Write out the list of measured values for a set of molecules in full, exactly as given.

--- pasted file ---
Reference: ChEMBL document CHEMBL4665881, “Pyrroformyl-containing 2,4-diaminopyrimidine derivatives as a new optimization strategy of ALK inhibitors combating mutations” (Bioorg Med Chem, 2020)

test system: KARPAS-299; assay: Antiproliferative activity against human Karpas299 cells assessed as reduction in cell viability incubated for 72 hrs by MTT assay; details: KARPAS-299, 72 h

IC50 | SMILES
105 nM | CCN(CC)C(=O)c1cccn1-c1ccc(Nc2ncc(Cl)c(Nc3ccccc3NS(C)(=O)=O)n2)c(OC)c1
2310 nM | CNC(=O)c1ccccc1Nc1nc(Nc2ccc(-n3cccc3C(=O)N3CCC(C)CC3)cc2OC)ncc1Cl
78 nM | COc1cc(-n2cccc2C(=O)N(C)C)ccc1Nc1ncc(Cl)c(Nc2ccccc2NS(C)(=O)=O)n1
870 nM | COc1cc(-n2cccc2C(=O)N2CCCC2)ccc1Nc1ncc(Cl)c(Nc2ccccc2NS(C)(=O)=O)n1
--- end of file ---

Reference: ChEMBL document CHEMBL4665881, “Pyrroformyl-containing 2,4-diaminopyrimidine derivatives as a new optimization strategy of ALK inhibitors combating mutations” (Bioorg Med Chem, 2020)

test system: KARPAS-299; assay: Antiproliferative activity against human Karpas299 cells assessed as reduction in cell viability incubated for 72 hrs by MTT assay; details: KARPAS-299, 72 h

IC50 | SMILES
105 nM | CCN(CC)C(=O)c1cccn1-c1ccc(Nc2ncc(Cl)c(Nc3ccccc3NS(C)(=O)=O)n2)c(OC)c1
2310 nM | CNC(=O)c1ccccc1Nc1nc(Nc2ccc(-n3cccc3C(=O)N3CCC(C)CC3)cc2OC)ncc1Cl
78 nM | COc1cc(-n2cccc2C(=O)N(C)C)ccc1Nc1ncc(Cl)c(Nc2ccccc2NS(C)(=O)=O)n1
870 nM | COc1cc(-n2cccc2C(=O)N2CCCC2)ccc1Nc1ncc(Cl)c(Nc2ccccc2NS(C)(=O)=O)n1